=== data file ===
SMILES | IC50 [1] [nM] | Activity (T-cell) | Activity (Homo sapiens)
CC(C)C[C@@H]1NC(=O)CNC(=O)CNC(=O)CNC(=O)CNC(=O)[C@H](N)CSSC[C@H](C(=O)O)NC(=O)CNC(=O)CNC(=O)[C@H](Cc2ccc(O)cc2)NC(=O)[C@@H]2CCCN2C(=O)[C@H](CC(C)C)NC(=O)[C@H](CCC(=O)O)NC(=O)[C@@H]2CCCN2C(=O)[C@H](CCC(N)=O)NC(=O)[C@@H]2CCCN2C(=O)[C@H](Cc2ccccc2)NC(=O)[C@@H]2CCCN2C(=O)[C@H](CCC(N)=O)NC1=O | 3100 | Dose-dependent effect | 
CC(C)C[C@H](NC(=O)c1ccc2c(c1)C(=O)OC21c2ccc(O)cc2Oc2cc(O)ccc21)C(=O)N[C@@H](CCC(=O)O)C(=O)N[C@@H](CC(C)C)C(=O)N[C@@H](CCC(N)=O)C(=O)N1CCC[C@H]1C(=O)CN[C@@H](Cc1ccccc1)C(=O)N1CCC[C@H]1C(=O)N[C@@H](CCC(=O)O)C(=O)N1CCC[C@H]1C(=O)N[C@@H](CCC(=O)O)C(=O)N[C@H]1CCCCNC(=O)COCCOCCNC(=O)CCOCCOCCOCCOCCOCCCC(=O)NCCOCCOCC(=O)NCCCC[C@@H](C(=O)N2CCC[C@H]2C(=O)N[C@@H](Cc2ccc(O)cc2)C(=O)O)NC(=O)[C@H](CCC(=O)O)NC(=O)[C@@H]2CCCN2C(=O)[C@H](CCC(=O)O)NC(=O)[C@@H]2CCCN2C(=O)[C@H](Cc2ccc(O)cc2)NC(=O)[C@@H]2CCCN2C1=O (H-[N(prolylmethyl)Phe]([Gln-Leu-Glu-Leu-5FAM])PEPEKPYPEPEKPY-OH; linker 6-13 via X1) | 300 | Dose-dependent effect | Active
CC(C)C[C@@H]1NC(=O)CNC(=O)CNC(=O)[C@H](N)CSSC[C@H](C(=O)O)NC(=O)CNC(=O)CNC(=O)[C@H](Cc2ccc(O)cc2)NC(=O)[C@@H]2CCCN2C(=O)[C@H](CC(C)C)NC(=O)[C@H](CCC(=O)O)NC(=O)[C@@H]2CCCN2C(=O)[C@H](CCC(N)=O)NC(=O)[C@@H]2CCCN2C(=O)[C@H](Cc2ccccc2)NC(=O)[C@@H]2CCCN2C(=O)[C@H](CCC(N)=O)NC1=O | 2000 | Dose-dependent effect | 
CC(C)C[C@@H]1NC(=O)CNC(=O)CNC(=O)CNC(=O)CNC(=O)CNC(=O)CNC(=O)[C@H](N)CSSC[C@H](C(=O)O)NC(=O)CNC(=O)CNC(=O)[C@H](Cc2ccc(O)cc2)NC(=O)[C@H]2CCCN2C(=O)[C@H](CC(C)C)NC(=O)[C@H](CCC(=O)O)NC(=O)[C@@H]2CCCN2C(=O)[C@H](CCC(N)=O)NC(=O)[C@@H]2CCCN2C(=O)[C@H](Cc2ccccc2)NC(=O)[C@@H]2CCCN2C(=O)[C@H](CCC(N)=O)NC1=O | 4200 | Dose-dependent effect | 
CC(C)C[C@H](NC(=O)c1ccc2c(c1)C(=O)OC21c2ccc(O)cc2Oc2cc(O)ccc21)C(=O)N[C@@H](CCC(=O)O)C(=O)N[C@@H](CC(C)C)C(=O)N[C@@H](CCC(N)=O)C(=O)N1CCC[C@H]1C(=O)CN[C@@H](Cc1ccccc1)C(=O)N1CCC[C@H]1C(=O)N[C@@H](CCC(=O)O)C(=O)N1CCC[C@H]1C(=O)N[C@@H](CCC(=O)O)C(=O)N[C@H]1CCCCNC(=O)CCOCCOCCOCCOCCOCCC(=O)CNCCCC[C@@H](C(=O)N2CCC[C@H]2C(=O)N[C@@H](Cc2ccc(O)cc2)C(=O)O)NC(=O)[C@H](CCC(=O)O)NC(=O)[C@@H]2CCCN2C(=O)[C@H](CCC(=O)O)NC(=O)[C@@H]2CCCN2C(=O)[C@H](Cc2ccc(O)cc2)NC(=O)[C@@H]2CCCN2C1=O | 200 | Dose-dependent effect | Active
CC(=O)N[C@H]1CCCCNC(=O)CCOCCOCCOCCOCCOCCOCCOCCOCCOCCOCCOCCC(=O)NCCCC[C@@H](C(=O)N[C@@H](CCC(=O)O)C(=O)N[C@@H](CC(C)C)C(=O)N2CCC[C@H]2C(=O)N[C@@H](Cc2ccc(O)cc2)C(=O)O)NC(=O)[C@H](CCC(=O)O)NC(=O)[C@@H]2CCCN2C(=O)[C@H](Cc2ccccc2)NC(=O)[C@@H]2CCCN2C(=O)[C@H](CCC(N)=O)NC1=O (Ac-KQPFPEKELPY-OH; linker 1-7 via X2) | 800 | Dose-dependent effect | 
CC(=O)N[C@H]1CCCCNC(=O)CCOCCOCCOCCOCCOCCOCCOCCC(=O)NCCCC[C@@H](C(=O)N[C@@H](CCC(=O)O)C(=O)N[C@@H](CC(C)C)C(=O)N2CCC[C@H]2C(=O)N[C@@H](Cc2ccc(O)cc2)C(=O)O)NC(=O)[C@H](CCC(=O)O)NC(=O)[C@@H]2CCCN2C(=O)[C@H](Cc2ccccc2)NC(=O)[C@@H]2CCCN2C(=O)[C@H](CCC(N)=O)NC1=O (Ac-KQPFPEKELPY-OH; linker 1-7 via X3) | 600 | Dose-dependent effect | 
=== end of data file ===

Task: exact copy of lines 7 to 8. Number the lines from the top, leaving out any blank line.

CC(=O)N[C@H]1CCCCNC(=O)CCOCCOCCOCCOCCOCCOCCOCCOCCOCCOCCOCCC(=O)NCCCC[C@@H](C(=O)N[C@@H](CCC(=O)O)C(=O)N[C@@H](CC(C)C)C(=O)N2CCC[C@H]2C(=O)N[C@@H](Cc2ccc(O)cc2)C(=O)O)NC(=O)[C@H](CCC(=O)O)NC(=O)[C@@H]2CCCN2C(=O)[C@H](Cc2ccccc2)NC(=O)[C@@H]2CCCN2C(=O)[C@H](CCC(N)=O)NC1=O (Ac-KQPFPEKELPY-OH; linker 1-7 via X2) | 800 | Dose-dependent effect | 
CC(=O)N[C@H]1CCCCNC(=O)CCOCCOCCOCCOCCOCCOCCOCCC(=O)NCCCC[C@@H](C(=O)N[C@@H](CCC(=O)O)C(=O)N[C@@H](CC(C)C)C(=O)N2CCC[C@H]2C(=O)N[C@@H](Cc2ccc(O)cc2)C(=O)O)NC(=O)[C@H](CCC(=O)O)NC(=O)[C@@H]2CCCN2C(=O)[C@H](Cc2ccccc2)NC(=O)[C@@H]2CCCN2C(=O)[C@H](CCC(N)=O)NC1=O (Ac-KQPFPEKELPY-OH; linker 1-7 via X3) | 600 | Dose-dependent effect | 